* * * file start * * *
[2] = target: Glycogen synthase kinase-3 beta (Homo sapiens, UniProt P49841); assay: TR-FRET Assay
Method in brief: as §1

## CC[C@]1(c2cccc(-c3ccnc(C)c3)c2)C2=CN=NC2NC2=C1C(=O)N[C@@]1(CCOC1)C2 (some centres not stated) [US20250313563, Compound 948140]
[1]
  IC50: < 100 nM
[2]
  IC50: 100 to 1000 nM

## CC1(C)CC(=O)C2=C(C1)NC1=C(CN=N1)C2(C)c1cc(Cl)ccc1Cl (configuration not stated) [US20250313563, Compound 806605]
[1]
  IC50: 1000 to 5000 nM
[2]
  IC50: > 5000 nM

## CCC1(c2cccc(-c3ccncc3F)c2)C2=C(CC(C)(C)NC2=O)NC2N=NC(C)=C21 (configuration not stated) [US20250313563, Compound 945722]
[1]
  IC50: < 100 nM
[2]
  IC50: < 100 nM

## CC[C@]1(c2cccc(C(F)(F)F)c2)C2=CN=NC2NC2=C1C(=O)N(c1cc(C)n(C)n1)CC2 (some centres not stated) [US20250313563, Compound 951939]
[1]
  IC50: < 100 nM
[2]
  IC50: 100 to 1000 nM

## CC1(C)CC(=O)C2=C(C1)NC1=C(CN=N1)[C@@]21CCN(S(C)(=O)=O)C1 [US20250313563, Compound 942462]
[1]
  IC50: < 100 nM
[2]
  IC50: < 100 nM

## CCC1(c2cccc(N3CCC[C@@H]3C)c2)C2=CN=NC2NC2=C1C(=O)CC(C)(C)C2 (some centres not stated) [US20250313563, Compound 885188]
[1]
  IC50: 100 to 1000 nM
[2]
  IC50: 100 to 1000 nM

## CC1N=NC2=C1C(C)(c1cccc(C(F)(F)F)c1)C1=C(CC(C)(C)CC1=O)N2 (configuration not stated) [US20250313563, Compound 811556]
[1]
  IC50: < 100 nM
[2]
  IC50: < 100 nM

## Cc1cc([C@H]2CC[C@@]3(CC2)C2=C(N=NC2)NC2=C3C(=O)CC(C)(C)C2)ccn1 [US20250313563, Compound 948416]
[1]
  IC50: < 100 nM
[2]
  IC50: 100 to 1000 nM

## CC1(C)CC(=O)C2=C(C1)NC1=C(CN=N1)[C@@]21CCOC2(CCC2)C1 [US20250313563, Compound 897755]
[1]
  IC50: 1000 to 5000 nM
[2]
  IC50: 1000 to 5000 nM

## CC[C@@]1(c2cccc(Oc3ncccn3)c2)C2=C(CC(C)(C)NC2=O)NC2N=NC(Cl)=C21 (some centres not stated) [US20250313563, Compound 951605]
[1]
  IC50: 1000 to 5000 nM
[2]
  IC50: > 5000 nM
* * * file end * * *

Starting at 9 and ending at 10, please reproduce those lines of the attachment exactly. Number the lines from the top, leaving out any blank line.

[1]
  IC50: 1000 to 5000 nM